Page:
Post-graduate law degree, CIPP/E from the International Association of Privacy Professionals (IAPP). Privacy and Data Protection Research Writer at TermsFeed.
On this page
- 2.1. 1. Information About the Agreement
- 2.1.1. Introduction and Effective Date
- 2.1.2. Acceptance of the Agreement
- 2.1.3. Reference to Other Policies
- 2.1.4. Changes to the Terms
- 2.2. 2. Rules for Your Users
- 2.2.1. User Restrictions
- 2.2.2. Payments and Billing
- 2.2.3. User-Generated Content
- 2.2.4. Termination of Accounts
- 2.3. 3. Legal Terms
- 2.3.1. General Disclaimers
- 2.3.2. Exclusion of Implied Warranties
- 2.3.3. Limitation of Liability
- 2.3.4. Indemnification
- 2.3.5. Choice of Jurisdiction/Governing Law
- 3.1. Clickwrap
- 3.2. Browsewrap
- 6.5. More T&Cs Templates
Our Terms and Conditions Generator makes it easy to create a Terms and Conditions agreement for your business. Just follow these steps:
At Step 1, select the Website option or the App option or both.
Answer some questions about your website or app.
Answer some questions about your business.
Enter the email address where you'd like the T&C delivered and click "Generate."
You'll be able to instantly access and download the Terms & Conditions agreement.
However, there are certain clauses that courts will not enforce under any circumstances. For example, clauses that are designed to trick or exploit the user, or clauses that are forbidden by law.
- Terms and Conditions
- Terms of Service
- User Agreement
- Acceptable Use Policy
These documents usually serve the same purpose but can be used in different contexts.
We've divided our template into three broad sections:
- Information about the agreement
- Rules for your users
- Legal terms
1. Information About the Agreement
Introduction and Effective Date
- Introduce the agreement
- Provide the effective date of the agreement
Take a look at how Evernote does this:
Acceptance of the Agreement
Here's how SEQ Legal does this:
We'll look at this in more detail below.
Reference to Other Policies
Changes to the Terms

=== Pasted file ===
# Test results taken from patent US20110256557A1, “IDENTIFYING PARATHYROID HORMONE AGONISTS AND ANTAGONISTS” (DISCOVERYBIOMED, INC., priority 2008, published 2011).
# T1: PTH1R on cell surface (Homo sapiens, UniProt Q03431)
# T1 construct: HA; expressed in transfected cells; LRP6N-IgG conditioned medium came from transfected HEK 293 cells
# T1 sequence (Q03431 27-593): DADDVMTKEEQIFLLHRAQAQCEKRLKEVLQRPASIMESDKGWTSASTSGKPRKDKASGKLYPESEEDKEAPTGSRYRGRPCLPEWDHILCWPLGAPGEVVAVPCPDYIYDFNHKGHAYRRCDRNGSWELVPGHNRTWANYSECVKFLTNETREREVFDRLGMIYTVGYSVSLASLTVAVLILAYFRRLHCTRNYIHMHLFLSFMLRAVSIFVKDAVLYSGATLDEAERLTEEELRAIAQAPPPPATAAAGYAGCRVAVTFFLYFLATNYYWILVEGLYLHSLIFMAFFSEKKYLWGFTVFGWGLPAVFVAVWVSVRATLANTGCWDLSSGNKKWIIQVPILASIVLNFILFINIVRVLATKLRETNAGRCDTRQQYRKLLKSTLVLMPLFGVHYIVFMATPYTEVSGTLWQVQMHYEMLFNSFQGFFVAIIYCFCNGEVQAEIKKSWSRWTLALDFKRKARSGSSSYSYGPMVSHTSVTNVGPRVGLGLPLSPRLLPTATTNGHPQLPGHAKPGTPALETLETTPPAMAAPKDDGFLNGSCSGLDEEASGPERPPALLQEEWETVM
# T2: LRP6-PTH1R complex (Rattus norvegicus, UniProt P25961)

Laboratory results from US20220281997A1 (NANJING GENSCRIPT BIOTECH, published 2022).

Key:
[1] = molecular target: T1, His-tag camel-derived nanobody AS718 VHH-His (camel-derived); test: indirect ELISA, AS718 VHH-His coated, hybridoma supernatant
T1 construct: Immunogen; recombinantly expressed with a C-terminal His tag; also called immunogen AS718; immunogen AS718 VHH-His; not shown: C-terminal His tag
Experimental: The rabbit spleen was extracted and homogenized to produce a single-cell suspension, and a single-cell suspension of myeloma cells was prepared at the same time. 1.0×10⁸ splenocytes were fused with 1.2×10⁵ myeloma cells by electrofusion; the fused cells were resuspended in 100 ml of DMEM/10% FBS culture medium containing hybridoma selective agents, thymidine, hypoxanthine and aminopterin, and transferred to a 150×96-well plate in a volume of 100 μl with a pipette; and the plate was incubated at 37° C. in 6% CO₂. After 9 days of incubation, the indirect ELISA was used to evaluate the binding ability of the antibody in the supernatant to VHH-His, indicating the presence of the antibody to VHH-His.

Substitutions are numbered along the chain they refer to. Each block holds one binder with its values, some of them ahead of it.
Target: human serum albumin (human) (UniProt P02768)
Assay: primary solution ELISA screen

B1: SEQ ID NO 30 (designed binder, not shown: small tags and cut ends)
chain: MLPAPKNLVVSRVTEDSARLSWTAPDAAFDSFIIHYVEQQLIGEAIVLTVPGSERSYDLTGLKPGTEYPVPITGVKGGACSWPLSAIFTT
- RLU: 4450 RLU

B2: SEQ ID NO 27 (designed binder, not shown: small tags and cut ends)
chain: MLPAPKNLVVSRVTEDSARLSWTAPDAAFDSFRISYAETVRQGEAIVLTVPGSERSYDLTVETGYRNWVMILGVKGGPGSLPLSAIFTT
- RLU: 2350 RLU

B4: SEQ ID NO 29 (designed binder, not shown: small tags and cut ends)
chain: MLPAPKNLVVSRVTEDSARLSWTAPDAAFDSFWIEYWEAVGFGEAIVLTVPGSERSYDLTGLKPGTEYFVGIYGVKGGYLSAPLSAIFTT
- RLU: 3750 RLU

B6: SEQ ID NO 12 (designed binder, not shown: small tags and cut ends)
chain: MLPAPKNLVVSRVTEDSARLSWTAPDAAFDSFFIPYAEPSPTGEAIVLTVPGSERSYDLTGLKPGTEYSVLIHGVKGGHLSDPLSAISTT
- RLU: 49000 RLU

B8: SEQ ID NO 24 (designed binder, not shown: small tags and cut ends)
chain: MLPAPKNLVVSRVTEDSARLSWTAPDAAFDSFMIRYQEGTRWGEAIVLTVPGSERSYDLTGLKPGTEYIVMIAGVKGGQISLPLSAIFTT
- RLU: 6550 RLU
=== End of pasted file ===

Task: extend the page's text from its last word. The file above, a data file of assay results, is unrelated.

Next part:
This example from Tito should give you some idea of how to handle this clause:
Tito states that:
- It may modify its terms
- It will notify users via email where possible but it isn't obliged to do so
- Users should review its terms regularly to stay updated
2. Rules for Your Users
Here's how Bumble explains this:
It's also illegal to use certain services in certain places. Sports-betting service Bet365 makes this clear:
Emphasize that it is your users' responsibility to use your services only if it is legal for them to do so.
You should also include a general clause that outlines any specific behavior your users are not to engage in when using your website or service. Common restrictions include screen-scraping, spamming other users and reverse engineering proprietary software.
Here's how Bet365 restricts the commercial exploitation of its information, using automated software to extract anything from the website and other specific limits:
Payments and Billing
If you charge for your services, it's crucial that you set out the terms of payment very clearly, including:
- Whether your prices can change
- What will happen if a customer misses a payment
- How a customer can cancel their contract
Here's a short excerpt of a section like this from HubSpot's Terms of Service that addresses some of these points:
Many apps and websites allow users to upload and share their own content. Common examples of user-generated content include:
- Forum posts
- Videos, pictures or audio
Here's what Spotify UK's terms has to say about user-generated content:
Termination of Accounts
Here's an example from SoundCloud:
It's up to you how you manage account suspension and termination. Just make sure you have a clear system. You should also leave yourself a lot of discretion.
3. Legal Terms
Disclaimers can help you share important information with your users while limiting your legal liability.
You should take every reasonable step to ensure that you don't cause any loss or harm to your users.
- Any malware contracted by using the site
- The content of any third-party websites to which the site links
- The accuracy of any information presented by the site
Here's how Aptitude Software disclaims responsibility for spreading malware via its site:
Aptitude also has a general disclaimer clause that disclaims the company's responsibility in the event of inaccurate or incomplete information, losses or damages from using the website and if a user violates laws by using the website:
Here's a disclaimer about links to third-party sites from Perform Parties:
Disclaimers like these warn your users that they use your website or app at their own risk. However, they aren't guaranteed to "stand up in court." You may be held liable for certain acts of negligence.
Exclusion of Implied Warranties
The best way to understand an implied warranty is to contrast it with an "express warranty."
- An express warranty is a promise you make explicitly, like: "Our analytics app will increase your leads by at least 500 percent!" You have to keep promises like this or you might owe your user a refund or damages.
The principle of implied warranties (or "implied terms") applies in many countries. We'll focus on US law, where there are two main implied warranties:
- Fitness for a particular purpose - If someone buys your product for a specific reason, and you know that they're buying it for that reason, you guarantee that the product is fit for that purpose.
- Merchantability - Any product you sell must be of reasonable quality, correctly labeled, and you must provide the correct quantity.
- You shouldn't make express promises that you cannot keep